Sometimes lesions are missed during surgery, which means the underlying cause of endometriosis is still there and causing pain.

Frequently Asked Questions

  • What increases the likelihood of endometriosis recurrence after a hysterectomy?

    The likelihood of recurrent endometriosis after a hysterectomy depends on several factors, such as whether lesions were overlooked during surgery or were too deep to be seen or reached.

  • Can you feel endometriosis pain without a uterus?

    Yes. Endometriosis is a disease in which tissue that is similar to the lining of the uterus (the endometrium) grows in other places in the body. Lesions that cause endometriosis can be located in places outside the uterus, such as on the ovaries, fallopian tubes, or the bowels.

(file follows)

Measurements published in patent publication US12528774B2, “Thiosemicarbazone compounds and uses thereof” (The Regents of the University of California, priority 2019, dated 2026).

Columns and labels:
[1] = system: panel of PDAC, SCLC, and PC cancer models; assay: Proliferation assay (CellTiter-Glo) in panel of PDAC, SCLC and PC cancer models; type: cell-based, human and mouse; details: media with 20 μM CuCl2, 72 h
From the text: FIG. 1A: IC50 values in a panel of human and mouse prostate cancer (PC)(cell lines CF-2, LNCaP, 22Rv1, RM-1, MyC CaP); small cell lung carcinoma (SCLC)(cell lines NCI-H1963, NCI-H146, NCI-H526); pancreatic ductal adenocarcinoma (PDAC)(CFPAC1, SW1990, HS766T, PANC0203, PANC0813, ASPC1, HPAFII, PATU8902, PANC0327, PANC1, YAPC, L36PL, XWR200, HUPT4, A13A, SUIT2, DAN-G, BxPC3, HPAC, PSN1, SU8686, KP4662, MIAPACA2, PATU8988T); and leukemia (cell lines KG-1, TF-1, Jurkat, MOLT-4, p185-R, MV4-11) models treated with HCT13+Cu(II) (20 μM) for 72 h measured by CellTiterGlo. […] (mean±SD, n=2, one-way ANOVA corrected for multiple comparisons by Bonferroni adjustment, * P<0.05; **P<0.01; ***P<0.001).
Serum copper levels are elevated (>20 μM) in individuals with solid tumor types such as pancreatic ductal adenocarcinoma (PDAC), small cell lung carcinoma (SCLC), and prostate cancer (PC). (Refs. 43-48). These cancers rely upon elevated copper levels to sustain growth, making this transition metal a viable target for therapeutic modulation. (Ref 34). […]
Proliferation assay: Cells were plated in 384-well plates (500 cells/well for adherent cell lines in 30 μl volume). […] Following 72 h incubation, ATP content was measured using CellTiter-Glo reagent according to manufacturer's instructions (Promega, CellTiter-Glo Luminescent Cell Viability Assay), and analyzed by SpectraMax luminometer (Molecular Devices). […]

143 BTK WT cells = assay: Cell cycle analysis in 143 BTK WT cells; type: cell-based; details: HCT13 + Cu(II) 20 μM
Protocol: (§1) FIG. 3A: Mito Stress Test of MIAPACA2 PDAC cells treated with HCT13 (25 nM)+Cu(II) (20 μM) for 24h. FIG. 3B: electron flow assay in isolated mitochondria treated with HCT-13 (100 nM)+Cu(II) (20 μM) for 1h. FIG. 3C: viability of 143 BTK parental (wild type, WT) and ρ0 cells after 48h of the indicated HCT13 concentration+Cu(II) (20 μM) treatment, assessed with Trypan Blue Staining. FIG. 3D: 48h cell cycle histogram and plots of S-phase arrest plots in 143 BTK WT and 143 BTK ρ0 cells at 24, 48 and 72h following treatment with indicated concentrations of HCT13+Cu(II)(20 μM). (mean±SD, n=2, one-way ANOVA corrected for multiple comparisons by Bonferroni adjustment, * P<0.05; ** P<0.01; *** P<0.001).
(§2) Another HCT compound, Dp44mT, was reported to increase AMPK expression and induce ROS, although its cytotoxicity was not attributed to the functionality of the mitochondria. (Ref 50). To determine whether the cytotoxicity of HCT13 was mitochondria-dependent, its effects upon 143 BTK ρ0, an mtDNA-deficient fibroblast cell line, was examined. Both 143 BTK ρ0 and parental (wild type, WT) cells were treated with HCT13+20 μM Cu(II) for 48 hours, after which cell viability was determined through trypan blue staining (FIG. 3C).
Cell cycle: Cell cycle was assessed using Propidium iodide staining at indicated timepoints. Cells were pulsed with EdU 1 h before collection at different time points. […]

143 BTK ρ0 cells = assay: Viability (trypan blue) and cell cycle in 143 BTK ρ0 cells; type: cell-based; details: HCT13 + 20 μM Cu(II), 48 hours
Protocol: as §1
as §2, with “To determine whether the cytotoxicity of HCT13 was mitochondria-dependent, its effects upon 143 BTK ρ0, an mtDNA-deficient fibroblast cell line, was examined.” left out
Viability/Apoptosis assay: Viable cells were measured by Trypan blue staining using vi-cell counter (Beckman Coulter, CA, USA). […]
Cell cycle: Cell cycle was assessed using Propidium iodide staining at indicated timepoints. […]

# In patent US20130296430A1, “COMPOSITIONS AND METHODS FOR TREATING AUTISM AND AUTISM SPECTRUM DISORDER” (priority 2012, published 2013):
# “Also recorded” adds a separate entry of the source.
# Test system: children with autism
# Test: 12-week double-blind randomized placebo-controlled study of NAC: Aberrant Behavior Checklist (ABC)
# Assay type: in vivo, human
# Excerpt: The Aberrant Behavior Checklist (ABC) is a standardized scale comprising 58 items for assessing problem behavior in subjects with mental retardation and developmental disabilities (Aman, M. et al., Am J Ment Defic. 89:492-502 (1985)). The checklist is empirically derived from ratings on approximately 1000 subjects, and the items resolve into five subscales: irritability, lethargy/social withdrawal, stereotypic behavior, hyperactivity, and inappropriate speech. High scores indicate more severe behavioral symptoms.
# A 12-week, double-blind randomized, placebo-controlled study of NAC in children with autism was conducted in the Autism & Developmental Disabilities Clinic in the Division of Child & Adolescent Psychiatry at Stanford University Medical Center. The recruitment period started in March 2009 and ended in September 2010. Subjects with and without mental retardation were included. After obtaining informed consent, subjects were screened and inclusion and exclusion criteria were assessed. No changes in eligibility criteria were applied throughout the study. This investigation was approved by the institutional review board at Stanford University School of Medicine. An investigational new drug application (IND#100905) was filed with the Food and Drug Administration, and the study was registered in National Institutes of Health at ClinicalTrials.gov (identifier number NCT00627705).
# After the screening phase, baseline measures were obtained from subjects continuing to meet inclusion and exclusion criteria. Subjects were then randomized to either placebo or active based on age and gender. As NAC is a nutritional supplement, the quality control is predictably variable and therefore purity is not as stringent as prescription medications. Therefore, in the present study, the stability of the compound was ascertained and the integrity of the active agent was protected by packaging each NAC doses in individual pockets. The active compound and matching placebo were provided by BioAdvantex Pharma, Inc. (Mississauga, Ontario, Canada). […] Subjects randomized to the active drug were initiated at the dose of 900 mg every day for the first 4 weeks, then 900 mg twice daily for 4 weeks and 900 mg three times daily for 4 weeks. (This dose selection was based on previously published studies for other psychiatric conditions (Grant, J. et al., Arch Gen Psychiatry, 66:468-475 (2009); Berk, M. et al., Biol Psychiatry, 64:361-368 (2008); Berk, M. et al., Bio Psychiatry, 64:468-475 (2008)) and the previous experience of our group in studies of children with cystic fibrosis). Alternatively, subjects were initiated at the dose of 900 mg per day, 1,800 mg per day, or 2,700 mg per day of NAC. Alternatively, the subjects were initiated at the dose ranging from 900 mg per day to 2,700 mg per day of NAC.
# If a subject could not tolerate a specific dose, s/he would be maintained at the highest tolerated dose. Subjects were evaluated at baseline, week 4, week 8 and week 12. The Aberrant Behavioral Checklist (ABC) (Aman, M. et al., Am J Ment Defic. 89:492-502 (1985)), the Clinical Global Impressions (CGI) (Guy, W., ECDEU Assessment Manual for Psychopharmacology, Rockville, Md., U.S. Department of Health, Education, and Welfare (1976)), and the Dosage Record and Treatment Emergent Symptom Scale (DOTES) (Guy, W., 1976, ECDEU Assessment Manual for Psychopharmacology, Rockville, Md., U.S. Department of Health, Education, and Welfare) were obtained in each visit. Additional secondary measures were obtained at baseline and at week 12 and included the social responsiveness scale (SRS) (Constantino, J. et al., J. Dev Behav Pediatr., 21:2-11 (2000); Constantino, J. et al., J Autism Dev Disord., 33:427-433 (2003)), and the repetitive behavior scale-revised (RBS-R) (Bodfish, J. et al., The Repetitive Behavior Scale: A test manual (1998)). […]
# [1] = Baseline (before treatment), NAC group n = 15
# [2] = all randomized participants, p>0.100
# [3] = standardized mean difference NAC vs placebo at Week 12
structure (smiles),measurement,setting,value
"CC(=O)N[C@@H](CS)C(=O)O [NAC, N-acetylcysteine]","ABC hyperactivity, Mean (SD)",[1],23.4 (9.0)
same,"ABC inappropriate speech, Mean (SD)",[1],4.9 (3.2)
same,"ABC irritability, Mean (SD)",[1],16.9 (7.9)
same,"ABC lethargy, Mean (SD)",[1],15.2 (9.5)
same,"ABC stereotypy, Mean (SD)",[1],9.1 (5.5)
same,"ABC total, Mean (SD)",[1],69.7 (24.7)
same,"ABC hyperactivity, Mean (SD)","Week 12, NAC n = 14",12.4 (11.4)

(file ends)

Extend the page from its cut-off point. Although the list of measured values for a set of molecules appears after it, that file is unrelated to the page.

4 Sources
Verywell Health uses only high-quality sources, including peer-reviewed studies, to support the facts within our articles. Read our editorial process to learn more about how we fact-check and keep our content accurate, reliable, and trustworthy.
  1. Rizk B, Fischer AS, Lotfy HA, et al. Recurrence of endometriosis after hysterectomy. Facts Views Vis Obgyn. 2014;6(4):219-227. doi:25593697

  2. National Institutes of Health. Genetic and Rare Diseases Information Center. Ovarian remnant syndrome.

  3. MedlinePlus. Endometriosis.

  4. Endometriosis Foundation of America. Endometriosis after hysterectomy.

By Emily Brown, MPH
Emily is a health communication consultant, writer, and editor at EVR Creative, specializing in public health research and health promotion. With a scientific background and a passion for creative writing, her work illustrates the value of evidence-based information and creativity in advancing public health.